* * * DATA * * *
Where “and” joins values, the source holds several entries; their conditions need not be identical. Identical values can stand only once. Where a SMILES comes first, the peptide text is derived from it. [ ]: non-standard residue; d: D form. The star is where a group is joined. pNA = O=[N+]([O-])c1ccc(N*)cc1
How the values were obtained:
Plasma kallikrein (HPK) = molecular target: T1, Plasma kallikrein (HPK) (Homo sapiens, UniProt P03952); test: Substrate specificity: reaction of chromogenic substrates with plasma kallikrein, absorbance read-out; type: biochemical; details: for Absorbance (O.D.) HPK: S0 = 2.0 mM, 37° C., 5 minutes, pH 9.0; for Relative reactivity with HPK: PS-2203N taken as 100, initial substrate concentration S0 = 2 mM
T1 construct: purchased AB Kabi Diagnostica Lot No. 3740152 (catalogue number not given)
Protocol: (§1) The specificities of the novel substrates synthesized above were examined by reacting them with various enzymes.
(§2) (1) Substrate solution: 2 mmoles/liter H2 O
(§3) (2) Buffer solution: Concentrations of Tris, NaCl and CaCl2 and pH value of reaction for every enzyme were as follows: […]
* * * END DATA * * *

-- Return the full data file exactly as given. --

Where “and” joins values, the source holds several entries; their conditions need not be identical. Identical values can stand only once. Where a SMILES comes first, the peptide text is derived from it. [ ]: non-standard residue; d: D form. The star is where a group is joined. pNA = O=[N+]([O-])c1ccc(N*)cc1
How the values were obtained:
Plasma kallikrein (HPK) = molecular target: T1, Plasma kallikrein (HPK) (Homo sapiens, UniProt P03952); test: Substrate specificity: reaction of chromogenic substrates with plasma kallikrein, absorbance read-out; type: biochemical; details: for Absorbance (O.D.) HPK: S0 = 2.0 mM, 37° C., 5 minutes, pH 9.0; for Relative reactivity with HPK: PS-2203N taken as 100, initial substrate concentration S0 = 2 mM
T1 construct: purchased AB Kabi Diagnostica Lot No. 3740152 (catalogue number not given)
Protocol: (§1) The specificities of the novel substrates synthesized above were examined by reacting them with various enzymes.
(§2) (1) Substrate solution: 2 mmoles/liter H2 O
(§3) (2) Buffer solution: Concentrations of Tris, NaCl and CaCl2 and pH value of reaction for every enzyme were as follows: […]